The thrill of observing a bald eagle, closeup, is like watching a fireworks display. It is an awe inspiring experience one is unlikely to forget. On this Independence Day holiday, it is appropriate, then, to celebrate the bald eagle, our national bird.

The adult has a wingspan of about seven feet. While that makes for a very large bird, it does not rank in the Top 10 list of flying birds by wingspan. It is estimated that an adult can fly while lifting up to four or five pounds.

The adult bald eagle’s dark brown body is bookended by white feathers on head and tail. Piercing eyes and a razor sharp, hooked beak designed for tearing flesh make for a fierce and imposing figure.

While the bald eagle’s diet is mainly fish, it is not the best of fishers. More often than not, it would prefer to steal fish from osprey and other birds. What it doesn’t catch on its own, the bald eagle scavenges, eating carrion found along the shoreline.

Bald eagles of our oak woodlands move to cooler climes to escape the summer heat. During the late fall and winter, however, those of you who regularly walk the Blue Heron Trail may be treated to the sight of one of these majestic birds sitting high in a tree along the shoreline. You might even see it swoop down to snag a fish in the lake with its powerful talons.

There are a couple of nesting pairs around Blackhawk Lake. I’m told that these birds work in tandem to dive-bomb American coots, forcing them repeatedly underwater. When the coots are exhausted, the eagles swoop down again to seize their prey.

In 1782, our Founding Fathers chose the bald eagle to appear on the Great Seal of the United States. Over time, this magnificent bird has become an American icon, representing the spirit of freedom, the unity of a federation of states, courage, justice, and awesome military power,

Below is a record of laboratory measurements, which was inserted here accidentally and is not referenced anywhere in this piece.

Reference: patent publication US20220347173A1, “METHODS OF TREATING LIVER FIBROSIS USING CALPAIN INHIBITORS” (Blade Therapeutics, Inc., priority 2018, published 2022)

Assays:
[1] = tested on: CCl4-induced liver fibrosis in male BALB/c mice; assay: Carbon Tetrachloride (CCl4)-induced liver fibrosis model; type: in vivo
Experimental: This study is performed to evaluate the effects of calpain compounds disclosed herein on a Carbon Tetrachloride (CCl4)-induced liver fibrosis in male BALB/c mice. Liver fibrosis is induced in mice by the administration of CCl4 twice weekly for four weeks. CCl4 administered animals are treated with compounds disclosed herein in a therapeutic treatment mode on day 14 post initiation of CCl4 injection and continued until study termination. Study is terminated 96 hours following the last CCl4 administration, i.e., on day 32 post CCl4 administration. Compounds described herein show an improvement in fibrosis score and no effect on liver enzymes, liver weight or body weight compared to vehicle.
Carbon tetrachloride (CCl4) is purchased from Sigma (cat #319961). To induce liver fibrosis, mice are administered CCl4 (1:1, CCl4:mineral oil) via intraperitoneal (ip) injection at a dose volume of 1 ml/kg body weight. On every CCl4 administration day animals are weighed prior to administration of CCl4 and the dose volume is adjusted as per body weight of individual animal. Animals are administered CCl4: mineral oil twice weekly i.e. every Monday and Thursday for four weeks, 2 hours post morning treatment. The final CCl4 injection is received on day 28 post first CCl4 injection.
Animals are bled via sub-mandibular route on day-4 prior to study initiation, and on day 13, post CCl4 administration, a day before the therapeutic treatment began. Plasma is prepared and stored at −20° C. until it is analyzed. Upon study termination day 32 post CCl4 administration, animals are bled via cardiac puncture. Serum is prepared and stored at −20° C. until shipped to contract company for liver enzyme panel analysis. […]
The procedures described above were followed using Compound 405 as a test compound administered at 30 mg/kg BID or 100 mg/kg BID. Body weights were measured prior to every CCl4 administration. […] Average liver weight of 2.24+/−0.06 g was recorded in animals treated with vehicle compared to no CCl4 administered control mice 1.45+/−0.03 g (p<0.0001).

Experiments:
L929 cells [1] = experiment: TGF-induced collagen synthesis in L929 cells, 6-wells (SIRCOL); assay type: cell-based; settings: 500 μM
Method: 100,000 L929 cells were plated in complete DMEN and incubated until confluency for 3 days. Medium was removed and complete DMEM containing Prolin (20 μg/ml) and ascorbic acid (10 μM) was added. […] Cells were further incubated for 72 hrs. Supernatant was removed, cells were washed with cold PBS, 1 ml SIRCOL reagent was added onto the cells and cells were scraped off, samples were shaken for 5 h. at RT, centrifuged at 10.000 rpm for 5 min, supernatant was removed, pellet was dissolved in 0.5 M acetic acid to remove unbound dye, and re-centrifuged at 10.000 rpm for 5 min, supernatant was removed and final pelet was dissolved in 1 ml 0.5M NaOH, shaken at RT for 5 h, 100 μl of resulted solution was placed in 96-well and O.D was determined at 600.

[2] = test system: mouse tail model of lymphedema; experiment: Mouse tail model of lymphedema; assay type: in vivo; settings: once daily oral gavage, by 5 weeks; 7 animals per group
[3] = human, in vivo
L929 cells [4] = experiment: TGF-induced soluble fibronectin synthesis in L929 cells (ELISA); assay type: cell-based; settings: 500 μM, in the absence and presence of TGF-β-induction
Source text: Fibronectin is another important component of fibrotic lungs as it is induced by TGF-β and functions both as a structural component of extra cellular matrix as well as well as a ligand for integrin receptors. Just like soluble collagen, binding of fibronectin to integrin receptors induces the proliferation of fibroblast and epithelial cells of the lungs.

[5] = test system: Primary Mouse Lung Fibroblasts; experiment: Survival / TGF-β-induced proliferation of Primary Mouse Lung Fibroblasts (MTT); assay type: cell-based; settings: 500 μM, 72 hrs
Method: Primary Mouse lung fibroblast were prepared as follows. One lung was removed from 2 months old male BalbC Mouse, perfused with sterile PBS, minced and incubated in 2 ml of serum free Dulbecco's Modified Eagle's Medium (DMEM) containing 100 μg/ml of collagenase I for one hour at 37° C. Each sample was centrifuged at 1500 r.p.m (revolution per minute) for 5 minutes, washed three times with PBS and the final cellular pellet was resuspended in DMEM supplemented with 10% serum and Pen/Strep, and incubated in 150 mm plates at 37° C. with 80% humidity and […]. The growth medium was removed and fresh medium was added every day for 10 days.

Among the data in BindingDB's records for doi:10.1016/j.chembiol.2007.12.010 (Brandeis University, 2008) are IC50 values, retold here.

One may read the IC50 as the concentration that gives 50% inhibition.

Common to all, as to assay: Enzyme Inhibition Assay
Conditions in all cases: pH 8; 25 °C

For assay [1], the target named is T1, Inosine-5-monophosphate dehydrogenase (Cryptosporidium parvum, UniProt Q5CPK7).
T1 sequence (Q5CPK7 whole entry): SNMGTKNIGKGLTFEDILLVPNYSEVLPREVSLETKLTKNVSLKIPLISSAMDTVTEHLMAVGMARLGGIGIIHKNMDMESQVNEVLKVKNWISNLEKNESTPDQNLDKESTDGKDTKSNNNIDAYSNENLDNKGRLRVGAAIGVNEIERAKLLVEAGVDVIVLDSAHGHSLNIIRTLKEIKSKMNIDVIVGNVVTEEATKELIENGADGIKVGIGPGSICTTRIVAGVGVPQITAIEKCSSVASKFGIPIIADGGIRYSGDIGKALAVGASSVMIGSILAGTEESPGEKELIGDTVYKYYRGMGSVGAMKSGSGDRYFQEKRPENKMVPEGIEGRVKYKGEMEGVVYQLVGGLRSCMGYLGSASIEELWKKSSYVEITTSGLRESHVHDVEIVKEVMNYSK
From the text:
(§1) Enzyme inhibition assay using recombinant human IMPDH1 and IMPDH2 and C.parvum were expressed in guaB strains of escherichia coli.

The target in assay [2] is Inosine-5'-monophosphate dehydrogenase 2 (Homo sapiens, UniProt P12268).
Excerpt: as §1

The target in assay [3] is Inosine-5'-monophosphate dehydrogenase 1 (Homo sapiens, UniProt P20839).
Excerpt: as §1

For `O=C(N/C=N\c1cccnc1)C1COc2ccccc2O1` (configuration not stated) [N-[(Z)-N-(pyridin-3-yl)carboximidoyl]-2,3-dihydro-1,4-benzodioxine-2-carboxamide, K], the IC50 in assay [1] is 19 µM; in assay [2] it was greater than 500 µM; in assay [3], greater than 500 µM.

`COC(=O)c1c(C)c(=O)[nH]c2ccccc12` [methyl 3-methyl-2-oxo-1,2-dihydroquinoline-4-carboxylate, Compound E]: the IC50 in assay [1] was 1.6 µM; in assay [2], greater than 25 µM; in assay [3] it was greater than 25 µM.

Might Benjamin Franklin have preferred a different bird as symbol of our new nation? In a 1784 letter to his daughter, perhaps one written partially in jest, Franklin disparaged the bald eagle; he opined that the wild turkey would have been a better choice for our national emblem:

“I wish that the Bald Eagle had not been chosen as the representative of our country. He is a bird of bad moral character. He does not get his living honestly. You may have seen him perched on some dead tree, where, too lazy to fish for himself, he watches the labor of the fishing-hawk; and when that diligent bird has at length taken a fish, and is bearing it to its nest for the support of his mate and young ones, the bald eagle pursues him and takes it from him… Besides, he is a rank coward; the little kingbird, not bigger than a sparrow attacks him boldly and drives him out of the district… the turkey is in comparison a much more respectable bird.”

Benjamin Franklin’s comments not withstanding, the bald eagle remains today a powerful symbol of contemporary America. Enjoy your extended holiday weekend, and be safe.

Keep birding,
Robert Groos

Robert Groos is a published photographer and keen observer of nature who lives in Yosemite Lakes Park. He shares some of his outstanding images of our local feathered friends along with some tidbits of interesting facts about each. We hope you enjoy them as much as we do.

Previous posts:
Acorn Woodpecker
Oak Titmouse
White-breasted Nuthatch
California Quail